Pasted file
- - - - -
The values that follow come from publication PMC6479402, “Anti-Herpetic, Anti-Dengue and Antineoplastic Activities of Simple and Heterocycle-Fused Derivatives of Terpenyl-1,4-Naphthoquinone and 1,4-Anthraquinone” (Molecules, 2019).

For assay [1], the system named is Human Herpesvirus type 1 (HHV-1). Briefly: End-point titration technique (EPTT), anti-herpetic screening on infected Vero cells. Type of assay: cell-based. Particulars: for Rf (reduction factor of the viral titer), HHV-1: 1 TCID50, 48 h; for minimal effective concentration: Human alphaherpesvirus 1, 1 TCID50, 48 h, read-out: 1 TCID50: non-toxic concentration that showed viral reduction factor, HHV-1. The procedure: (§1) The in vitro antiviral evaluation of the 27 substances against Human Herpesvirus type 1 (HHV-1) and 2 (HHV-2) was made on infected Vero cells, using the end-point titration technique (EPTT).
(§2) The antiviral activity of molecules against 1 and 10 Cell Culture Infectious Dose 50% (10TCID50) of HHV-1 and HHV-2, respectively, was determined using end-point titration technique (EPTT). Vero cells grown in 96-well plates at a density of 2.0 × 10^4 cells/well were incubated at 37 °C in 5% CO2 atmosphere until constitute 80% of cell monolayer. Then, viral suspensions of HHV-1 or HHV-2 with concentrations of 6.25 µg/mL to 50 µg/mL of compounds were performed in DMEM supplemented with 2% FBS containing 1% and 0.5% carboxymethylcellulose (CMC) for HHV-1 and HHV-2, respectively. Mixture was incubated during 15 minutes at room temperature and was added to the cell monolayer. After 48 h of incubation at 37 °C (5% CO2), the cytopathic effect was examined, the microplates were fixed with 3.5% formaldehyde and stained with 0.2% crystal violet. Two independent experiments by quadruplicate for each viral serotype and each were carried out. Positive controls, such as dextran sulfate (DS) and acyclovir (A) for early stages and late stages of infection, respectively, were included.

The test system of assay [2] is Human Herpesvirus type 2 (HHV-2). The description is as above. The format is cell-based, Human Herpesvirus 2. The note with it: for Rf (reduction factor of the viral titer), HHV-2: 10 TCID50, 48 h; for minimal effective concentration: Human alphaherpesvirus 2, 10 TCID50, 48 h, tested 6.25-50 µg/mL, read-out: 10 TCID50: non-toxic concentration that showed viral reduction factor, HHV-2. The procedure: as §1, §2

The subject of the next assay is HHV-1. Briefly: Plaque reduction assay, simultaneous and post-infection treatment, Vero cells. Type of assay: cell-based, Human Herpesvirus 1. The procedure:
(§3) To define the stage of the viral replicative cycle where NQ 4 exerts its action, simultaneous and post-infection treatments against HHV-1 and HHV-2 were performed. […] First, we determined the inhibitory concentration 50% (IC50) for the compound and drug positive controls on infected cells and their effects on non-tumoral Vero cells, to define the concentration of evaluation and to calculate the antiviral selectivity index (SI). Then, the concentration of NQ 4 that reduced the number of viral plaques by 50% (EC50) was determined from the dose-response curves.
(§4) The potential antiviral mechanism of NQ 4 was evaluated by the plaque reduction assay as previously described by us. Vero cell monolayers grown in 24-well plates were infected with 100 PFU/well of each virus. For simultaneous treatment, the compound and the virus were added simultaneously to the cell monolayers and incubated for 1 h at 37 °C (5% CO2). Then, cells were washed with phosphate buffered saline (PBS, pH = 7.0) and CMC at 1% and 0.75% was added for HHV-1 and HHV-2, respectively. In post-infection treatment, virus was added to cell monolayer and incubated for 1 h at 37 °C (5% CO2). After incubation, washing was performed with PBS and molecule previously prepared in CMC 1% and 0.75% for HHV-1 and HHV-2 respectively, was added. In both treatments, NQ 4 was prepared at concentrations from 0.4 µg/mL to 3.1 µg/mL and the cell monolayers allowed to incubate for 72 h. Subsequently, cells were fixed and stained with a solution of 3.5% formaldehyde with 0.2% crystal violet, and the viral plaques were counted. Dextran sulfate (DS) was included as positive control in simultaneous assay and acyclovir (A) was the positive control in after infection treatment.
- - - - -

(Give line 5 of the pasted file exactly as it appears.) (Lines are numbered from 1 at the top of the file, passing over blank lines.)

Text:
The subject of the next assay is HHV-1. Briefly: Plaque reduction assay, simultaneous and post-infection treatment, Vero cells. Type of assay: cell-based, Human Herpesvirus 1. The procedure: